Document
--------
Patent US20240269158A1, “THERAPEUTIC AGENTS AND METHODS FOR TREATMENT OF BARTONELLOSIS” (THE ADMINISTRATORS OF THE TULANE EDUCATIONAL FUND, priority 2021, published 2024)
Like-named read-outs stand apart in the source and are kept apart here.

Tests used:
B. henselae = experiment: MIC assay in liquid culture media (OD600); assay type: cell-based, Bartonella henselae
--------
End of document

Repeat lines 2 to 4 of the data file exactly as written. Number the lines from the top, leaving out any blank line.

Like-named read-outs stand apart in the source and are kept apart here.

Tests used:
B. henselae = experiment: MIC assay in liquid culture media (OD600); assay type: cell-based, Bartonella henselae